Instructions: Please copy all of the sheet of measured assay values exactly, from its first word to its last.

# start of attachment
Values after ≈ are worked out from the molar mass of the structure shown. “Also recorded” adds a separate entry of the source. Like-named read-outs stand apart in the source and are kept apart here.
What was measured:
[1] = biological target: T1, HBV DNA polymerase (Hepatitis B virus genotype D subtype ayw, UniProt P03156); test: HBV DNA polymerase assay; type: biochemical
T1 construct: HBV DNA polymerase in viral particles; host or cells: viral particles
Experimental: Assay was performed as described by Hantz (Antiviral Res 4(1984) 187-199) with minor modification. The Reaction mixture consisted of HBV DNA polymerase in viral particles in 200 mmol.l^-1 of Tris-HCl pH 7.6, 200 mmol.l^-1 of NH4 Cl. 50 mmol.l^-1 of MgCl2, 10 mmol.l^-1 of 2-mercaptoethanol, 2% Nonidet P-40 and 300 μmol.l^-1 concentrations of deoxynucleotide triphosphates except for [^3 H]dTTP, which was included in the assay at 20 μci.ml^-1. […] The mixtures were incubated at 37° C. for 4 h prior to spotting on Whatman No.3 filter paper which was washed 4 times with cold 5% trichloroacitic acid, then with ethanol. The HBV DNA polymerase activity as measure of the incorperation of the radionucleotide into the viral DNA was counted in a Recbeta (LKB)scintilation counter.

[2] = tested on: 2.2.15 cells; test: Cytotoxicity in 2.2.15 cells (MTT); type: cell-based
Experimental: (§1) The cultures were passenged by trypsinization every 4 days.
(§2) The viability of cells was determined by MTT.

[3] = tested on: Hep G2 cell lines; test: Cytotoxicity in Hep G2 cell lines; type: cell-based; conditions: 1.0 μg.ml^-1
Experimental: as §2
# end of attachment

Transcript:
Values after ≈ are worked out from the molar mass of the structure shown. “Also recorded” adds a separate entry of the source. Like-named read-outs stand apart in the source and are kept apart here.
What was measured:
[1] = biological target: T1, HBV DNA polymerase (Hepatitis B virus genotype D subtype ayw, UniProt P03156); test: HBV DNA polymerase assay; type: biochemical
T1 construct: HBV DNA polymerase in viral particles; host or cells: viral particles
Experimental: Assay was performed as described by Hantz (Antiviral Res 4(1984) 187-199) with minor modification. The Reaction mixture consisted of HBV DNA polymerase in viral particles in 200 mmol.l^-1 of Tris-HCl pH 7.6, 200 mmol.l^-1 of NH4 Cl. 50 mmol.l^-1 of MgCl2, 10 mmol.l^-1 of 2-mercaptoethanol, 2% Nonidet P-40 and 300 μmol.l^-1 concentrations of deoxynucleotide triphosphates except for [^3 H]dTTP, which was included in the assay at 20 μci.ml^-1. […] The mixtures were incubated at 37° C. for 4 h prior to spotting on Whatman No.3 filter paper which was washed 4 times with cold 5% trichloroacitic acid, then with ethanol. The HBV DNA polymerase activity as measure of the incorperation of the radionucleotide into the viral DNA was counted in a Recbeta (LKB)scintilation counter.

[2] = tested on: 2.2.15 cells; test: Cytotoxicity in 2.2.15 cells (MTT); type: cell-based
Experimental: (§1) The cultures were passenged by trypsinization every 4 days.
(§2) The viability of cells was determined by MTT.

[3] = tested on: Hep G2 cell lines; test: Cytotoxicity in Hep G2 cell lines; type: cell-based; conditions: 1.0 μg.ml^-1
Experimental: as §2